Counting in Cow Time


Bradley the bull has gone bye-bye.
The separating and loading went quicker than I expected, but it still wasn’t easy. The owner of the bull backed his truck and trailer into the access road behind the back barnyard. The cows were all in the back barnyard. The gate was opened and the bull guy used a bucket of feed to convince the bull to come out into the access road while the girls were blocked from following him. Once he was in the access road, he was herded in the appropriate direction and all went swimmingly for a few minutes until he decided to turn around. I was down by the trailer to block the open space next to one side of the trailer. I threw some feed over the fence to the girls, causing them to run down the field. This convinced the bull to run down the access road alongside them (separated by the fence) toward the trailer. At this point I was worried he was going to keep going along the side of the trailer and mow me down, but luckily he was diverted by his owner’s feed bucket to go right behind the trailer. He was eventually convinced to step on, and the job was all done in about 10 minutes.
I don’t think Bradley was too pleased to discover himself locked into the trailer, but it’s part of his job. Even if you love your job–and surely Bradley has to love his–there are always parts of it Not to like, and I suppose riding around in trailers is one of those for Bradley. He left behind three mothers-to-be, and a job well done. Bye, daddy.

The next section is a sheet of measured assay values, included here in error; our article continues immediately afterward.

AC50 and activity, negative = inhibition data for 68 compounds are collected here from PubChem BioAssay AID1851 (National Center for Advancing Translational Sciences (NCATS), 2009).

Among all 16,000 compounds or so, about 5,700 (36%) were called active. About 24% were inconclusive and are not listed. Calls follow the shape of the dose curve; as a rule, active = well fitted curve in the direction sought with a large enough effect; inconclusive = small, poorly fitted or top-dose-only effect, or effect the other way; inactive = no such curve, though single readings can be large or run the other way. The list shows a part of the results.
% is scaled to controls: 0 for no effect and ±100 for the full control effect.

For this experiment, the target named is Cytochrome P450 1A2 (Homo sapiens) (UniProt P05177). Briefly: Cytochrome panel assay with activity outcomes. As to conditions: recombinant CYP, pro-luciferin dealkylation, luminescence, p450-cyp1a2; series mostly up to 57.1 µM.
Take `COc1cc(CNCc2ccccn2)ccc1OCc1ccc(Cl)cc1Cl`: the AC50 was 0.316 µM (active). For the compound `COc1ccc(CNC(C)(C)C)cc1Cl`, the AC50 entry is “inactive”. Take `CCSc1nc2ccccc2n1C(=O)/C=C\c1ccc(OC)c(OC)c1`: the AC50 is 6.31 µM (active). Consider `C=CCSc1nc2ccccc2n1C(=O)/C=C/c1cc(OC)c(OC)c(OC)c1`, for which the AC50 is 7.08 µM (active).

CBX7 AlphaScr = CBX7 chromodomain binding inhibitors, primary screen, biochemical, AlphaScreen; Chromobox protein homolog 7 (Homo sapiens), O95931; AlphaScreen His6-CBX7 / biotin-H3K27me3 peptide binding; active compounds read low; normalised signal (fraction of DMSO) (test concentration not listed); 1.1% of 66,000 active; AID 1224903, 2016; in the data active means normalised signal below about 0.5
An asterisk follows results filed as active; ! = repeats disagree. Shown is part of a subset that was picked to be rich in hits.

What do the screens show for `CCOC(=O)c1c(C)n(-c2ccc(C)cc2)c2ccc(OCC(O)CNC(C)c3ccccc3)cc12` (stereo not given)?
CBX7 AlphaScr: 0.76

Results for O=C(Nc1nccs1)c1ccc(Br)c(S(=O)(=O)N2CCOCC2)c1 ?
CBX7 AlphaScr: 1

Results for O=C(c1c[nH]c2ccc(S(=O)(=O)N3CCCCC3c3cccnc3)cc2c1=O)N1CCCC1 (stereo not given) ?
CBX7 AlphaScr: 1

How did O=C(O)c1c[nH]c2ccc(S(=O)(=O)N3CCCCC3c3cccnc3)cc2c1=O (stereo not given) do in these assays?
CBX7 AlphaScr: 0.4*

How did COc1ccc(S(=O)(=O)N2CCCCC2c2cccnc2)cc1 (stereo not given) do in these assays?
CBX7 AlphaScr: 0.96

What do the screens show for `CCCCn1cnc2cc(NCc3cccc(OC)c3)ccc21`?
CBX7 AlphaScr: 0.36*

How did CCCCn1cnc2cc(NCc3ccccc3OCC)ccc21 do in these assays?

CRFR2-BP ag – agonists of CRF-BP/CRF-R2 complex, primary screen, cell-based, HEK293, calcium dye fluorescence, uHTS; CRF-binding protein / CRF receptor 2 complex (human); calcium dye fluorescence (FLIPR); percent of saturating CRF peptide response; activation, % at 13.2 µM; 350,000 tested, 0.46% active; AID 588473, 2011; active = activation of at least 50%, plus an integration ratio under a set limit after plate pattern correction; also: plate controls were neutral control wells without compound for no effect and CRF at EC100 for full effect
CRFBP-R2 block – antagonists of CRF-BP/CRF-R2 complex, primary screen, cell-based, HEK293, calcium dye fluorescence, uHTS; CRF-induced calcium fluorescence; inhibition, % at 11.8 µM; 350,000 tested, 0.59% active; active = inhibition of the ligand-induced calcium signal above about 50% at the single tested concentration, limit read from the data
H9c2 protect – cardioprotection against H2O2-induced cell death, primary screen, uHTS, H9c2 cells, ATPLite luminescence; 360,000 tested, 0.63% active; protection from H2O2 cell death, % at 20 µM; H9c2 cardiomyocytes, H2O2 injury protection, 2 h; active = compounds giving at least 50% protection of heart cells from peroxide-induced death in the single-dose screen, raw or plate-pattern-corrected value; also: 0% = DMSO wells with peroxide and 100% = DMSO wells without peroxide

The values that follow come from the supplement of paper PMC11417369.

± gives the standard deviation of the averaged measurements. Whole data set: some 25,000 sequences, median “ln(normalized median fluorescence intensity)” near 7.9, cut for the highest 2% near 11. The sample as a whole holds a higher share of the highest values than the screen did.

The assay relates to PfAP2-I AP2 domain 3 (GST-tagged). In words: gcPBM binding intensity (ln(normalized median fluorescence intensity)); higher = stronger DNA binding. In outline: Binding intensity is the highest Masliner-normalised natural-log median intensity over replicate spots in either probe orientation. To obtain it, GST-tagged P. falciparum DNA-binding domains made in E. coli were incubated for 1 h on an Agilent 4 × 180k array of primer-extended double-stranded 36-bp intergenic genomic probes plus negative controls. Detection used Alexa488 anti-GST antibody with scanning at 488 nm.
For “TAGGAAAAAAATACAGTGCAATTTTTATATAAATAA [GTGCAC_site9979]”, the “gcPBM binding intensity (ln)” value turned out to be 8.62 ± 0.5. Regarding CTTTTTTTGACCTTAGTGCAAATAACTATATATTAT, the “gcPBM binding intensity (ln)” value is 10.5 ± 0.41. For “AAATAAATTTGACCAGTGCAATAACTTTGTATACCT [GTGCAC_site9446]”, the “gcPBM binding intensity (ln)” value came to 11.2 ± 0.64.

Now we wait. Cows are pregnant for the same amount of time as people. The bull was here a full three months, and I think they were all bred in the first month, in the order of Moon Pie then Dumplin then Glory Bee. Calves should start arriving about a week apart, with the first one sometime around mid-April.

And then there will suddenly be six cows on the farm. That is, like, a little herd!

Cows are central figures on a farm. They provide milk, butter, cheese, and beef. They are the family farm machine, all wrapped up in one. Throw in some chickens, and you’ve got almost all you need along with a garden and some fire wood. A family cow used to be called a house cow. Back in medieval times, the cow was so important, it would actually be kept inside the house in the winter. You don’t want your cow getting cold! It was not that many generations ago that brides brought milk cows with them to their new homes as their dowries, and that families kept cows in their small yards in the cities. Most of us can probably look back to either our parents or our grandparents who were raised with a family cow, and yet in such a short time span, our collective knowledge has disintegrated to the point that you can ask kids where milk comes from and their most likely response will be–the store. Because of the workshops I do here, a lot of people come through my farm. Even adults ask questions like, does a cow have to have a baby to make milk? And does a hen have to be with a rooster before they lay eggs? (Just to make that confusing, the answers are contrarily opposite! A cow has to have a baby–and have been with a bull, of course–in order to have milk, but a hen lays eggs whether she’s ever met a rooster in her life or not.) And those aren’t stupid questions–there are no stupid questions, the search for knowledge is the epitome of wisdom–but it is demonstrative of how distanced we are from our food sources today.